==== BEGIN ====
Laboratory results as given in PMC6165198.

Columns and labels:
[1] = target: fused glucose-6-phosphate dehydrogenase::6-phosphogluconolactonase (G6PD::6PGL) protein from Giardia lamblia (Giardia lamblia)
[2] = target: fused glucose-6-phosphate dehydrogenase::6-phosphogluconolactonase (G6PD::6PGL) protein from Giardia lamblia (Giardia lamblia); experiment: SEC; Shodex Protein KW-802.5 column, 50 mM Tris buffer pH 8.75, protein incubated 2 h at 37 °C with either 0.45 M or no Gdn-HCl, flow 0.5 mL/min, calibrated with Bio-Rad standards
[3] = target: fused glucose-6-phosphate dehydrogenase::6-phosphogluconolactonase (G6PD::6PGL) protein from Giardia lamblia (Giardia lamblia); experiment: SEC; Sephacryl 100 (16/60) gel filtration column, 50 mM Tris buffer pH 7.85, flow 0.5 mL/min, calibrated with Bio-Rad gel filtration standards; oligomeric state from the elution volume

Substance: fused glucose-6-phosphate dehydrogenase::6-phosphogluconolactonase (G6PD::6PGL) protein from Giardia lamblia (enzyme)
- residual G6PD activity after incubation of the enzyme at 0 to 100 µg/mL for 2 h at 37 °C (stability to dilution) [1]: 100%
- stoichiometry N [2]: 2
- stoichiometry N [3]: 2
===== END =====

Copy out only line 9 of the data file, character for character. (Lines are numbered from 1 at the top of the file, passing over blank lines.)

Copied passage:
- stoichiometry N [3]: 2